Though there seems to be some recovery (contested by economists like Ashoka Mody) in the April-June quarter, the reality is that India’s GDP has grown annually only about 3.5% for four years from 2019-20 to 2022-23. So incomes have not really recovered significantly and inflationary expectations are getting entrenched even before a full recovery is underway. There is ample evidence from consumption patterns that the bottom 70% of the population, whose incomes were hit badly by Covid, have not recovered yet. Today, Mallikarjun Kharge told the PM to stop diversionary tactics and focus on inflation, because the 20% poorest Indians are bearing the brunt of the problem, brought on by the “grand loot” conducted by his government.
A nationwide survey by CMIE shows that people expect prices to remain high and even their expectation of future income growth is relatively low. This reflects the broader sentiment, even as self-congratulatory claims of India being a beacon of global growth abound.
One can’t help but feel that PM Modi, heady with the G20 success, is in a mood to launch a campaign like India Shining, which his mentor LK Advani had unleashed in 2003 on the back of an incipient economic recovery. Is the BJP again creating a bubble via its own self-seeking narrative? Of course, the India of 2023 is not the country it was in 2003. Today, significant sections of voters seem to be willing to suffer a great deal of hardship before the promised entry into Amrit Kaal. But equally, voters tend to change their minds overnight, and they will keep political parties on tenterhooks in the months ahead.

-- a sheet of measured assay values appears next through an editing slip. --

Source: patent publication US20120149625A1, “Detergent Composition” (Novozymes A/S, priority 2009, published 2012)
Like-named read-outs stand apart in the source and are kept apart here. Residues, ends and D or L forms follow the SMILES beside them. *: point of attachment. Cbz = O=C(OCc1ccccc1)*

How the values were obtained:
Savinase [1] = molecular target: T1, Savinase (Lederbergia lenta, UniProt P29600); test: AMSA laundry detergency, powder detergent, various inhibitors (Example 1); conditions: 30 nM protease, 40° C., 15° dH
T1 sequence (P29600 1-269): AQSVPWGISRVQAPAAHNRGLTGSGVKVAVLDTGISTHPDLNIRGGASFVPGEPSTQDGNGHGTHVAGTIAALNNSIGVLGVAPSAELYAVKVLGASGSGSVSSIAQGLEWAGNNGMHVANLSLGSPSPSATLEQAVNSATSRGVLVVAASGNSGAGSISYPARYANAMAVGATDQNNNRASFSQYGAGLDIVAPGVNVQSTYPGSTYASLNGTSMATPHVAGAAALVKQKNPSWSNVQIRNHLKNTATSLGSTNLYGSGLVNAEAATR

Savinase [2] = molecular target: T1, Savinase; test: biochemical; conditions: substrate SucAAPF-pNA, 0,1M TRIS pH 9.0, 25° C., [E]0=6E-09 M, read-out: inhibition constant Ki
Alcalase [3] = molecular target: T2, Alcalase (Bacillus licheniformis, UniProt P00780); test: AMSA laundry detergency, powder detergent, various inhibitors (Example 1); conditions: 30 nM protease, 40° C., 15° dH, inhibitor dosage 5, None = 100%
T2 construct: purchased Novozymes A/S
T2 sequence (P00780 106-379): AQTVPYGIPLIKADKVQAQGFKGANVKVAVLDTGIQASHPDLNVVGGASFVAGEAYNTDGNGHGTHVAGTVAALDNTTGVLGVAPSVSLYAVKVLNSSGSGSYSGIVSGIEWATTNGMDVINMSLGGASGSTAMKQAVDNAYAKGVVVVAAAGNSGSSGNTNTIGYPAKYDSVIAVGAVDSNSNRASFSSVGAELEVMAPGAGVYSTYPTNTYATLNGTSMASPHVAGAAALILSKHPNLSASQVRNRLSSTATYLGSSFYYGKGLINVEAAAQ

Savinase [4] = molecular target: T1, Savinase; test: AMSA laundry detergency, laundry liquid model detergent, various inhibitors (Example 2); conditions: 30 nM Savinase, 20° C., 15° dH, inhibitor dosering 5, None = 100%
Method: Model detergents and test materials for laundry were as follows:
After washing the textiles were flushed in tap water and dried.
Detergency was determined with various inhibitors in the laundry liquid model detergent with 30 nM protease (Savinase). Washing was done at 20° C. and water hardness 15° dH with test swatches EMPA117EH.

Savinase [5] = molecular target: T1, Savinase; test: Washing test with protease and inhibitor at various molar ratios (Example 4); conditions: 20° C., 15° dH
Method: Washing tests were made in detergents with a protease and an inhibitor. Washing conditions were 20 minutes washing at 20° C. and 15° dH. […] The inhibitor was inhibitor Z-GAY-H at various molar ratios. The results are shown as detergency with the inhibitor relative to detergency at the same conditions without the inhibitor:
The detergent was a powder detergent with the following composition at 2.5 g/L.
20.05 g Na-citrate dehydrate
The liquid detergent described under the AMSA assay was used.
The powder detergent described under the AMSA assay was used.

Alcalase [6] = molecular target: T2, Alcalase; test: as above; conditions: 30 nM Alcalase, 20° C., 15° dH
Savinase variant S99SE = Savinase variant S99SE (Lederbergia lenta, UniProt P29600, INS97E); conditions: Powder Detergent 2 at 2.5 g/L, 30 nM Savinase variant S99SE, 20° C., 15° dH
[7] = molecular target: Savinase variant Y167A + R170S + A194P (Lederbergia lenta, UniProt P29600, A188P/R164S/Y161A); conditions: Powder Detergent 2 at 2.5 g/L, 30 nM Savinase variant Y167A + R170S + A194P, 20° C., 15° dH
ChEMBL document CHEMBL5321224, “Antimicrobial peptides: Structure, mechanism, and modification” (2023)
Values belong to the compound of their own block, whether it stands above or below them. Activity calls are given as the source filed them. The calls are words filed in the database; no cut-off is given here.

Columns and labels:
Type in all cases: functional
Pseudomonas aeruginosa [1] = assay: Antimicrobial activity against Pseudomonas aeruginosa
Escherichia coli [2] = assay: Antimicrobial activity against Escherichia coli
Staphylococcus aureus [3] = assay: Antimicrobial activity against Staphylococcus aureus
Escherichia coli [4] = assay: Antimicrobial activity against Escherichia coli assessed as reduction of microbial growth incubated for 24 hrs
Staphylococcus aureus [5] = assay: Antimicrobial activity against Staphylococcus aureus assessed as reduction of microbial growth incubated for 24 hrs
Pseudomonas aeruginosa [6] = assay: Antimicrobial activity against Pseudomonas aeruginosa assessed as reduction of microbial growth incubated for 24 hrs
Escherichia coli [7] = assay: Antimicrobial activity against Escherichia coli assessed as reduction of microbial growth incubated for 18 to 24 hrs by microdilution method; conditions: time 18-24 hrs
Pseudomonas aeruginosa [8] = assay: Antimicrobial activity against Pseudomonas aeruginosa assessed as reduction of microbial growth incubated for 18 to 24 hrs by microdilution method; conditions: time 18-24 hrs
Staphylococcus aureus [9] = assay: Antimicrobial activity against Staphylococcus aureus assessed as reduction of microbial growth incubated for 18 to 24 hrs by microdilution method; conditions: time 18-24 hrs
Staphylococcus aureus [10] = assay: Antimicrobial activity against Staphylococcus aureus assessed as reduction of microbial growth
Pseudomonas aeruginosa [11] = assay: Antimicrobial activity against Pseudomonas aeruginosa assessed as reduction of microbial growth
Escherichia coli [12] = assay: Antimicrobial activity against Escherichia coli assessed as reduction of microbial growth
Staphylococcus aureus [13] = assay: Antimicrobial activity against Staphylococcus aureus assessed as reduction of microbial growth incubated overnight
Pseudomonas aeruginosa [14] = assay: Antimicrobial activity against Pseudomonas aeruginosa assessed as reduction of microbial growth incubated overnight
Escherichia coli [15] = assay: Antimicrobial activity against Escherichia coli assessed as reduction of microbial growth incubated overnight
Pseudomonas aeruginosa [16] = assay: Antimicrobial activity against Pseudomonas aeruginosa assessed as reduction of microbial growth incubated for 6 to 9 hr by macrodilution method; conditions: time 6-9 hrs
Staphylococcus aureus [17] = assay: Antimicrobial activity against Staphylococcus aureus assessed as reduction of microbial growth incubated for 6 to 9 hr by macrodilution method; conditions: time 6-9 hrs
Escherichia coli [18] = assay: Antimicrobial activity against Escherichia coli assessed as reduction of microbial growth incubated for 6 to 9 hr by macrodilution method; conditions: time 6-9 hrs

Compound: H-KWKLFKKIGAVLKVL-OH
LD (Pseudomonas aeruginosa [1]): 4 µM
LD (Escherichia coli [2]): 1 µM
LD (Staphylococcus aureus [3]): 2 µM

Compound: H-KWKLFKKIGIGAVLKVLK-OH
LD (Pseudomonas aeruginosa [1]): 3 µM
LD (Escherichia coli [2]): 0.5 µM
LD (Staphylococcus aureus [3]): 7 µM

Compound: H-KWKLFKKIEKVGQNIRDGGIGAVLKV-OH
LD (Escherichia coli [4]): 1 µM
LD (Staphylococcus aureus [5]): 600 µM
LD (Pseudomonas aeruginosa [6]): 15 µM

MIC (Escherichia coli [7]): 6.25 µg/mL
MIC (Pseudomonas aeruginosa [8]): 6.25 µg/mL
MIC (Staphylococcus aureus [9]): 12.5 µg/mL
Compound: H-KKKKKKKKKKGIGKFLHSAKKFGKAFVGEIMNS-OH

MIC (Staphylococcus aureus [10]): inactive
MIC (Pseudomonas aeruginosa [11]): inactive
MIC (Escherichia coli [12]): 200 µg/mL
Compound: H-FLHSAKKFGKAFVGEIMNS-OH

Yesterday, PM Modi held a massive roadshow in poll-bound Madhya Pradesh. But his social media accounts and official statements show that he has not taken the time to acknowledge the death of three soldiers and security officials in a firefight in Kashmir ― which is continuing. It appears that lives matter less than elections. His ‘G20 victory meeting’ on the day soldiers were killed has drawn flak from BJP supporters too.
Now that the G20 grandstanding is over, Modi is back to small-time politicking.
In Solan, Himachal Pradesh, the development of a four lane highway has been causing landslides since 2015. “The damage to the roads the government will still work on and finish, but what about our homes? Who will be accountable for that?” Poor planning and execution of road widening projects in Himachal Pradesh has weakened fragile mountain slopes and is directly responsible for several landslides in the state, reports Scroll.
Community health workers are a cost-effective way to reduce infant mortality, HIV, tuberculosis, and other diseases. But the reason they’re cost-effective is because this overwhelmingly female workforce is poorly paid, or not paid at all. Despite being praised nationally and globally for their role in improving healthcare access, Asha workers do not have fair pay, social security benefits and safe work conditions.
Opeds you don’t want to miss
The BCCI won the rights to host the World Cup 2023 back in 2013. That is more than enough time to prepare, yet the BCCI has been sluggish in its approach to the tournament, writes Dilip Unnikrishnan.
Given the PLA’s overwhelming superiority in cyber and electronic warfare, as well as the quality and quantity of offensive and defensive hardware, achieving parity will take a long time, considering our modest budget, says Lt Gen H S Panag (R).
Arvind Subramanian and Josh Felman correct the government’s real growth figures on the production side by using a more realistic inflation measure and come to the conclusion that the Indian economy is actually decelerating.